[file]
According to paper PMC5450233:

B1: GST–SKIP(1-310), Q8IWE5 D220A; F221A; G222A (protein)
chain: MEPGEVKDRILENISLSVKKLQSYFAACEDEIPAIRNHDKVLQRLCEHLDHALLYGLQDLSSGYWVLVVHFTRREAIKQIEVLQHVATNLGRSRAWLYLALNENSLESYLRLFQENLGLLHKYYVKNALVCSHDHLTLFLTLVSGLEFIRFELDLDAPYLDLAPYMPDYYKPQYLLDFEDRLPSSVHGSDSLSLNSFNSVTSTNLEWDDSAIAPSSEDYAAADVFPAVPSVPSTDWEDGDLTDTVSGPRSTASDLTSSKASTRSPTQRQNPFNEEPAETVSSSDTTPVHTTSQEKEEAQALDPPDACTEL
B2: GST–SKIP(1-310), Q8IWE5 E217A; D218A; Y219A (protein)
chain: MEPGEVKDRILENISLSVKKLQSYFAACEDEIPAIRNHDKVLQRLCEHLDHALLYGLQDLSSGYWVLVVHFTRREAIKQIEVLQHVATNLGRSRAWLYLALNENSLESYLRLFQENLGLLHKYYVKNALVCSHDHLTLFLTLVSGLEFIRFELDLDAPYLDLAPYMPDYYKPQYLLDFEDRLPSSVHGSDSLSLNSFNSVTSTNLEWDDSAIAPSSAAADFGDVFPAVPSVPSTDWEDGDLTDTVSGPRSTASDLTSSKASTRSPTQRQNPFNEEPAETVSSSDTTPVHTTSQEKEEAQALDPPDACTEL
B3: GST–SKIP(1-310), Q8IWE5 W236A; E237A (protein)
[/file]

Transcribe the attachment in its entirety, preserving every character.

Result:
According to paper PMC5450233:

B1: GST–SKIP(1-310), Q8IWE5 D220A; F221A; G222A (protein)
chain: MEPGEVKDRILENISLSVKKLQSYFAACEDEIPAIRNHDKVLQRLCEHLDHALLYGLQDLSSGYWVLVVHFTRREAIKQIEVLQHVATNLGRSRAWLYLALNENSLESYLRLFQENLGLLHKYYVKNALVCSHDHLTLFLTLVSGLEFIRFELDLDAPYLDLAPYMPDYYKPQYLLDFEDRLPSSVHGSDSLSLNSFNSVTSTNLEWDDSAIAPSSEDYAAADVFPAVPSVPSTDWEDGDLTDTVSGPRSTASDLTSSKASTRSPTQRQNPFNEEPAETVSSSDTTPVHTTSQEKEEAQALDPPDACTEL
B2: GST–SKIP(1-310), Q8IWE5 E217A; D218A; Y219A (protein)
chain: MEPGEVKDRILENISLSVKKLQSYFAACEDEIPAIRNHDKVLQRLCEHLDHALLYGLQDLSSGYWVLVVHFTRREAIKQIEVLQHVATNLGRSRAWLYLALNENSLESYLRLFQENLGLLHKYYVKNALVCSHDHLTLFLTLVSGLEFIRFELDLDAPYLDLAPYMPDYYKPQYLLDFEDRLPSSVHGSDSLSLNSFNSVTSTNLEWDDSAIAPSSAAADFGDVFPAVPSVPSTDWEDGDLTDTVSGPRSTASDLTSSKASTRSPTQRQNPFNEEPAETVSSSDTTPVHTTSQEKEEAQALDPPDACTEL
B3: GST–SKIP(1-310), Q8IWE5 W236A; E237A (protein)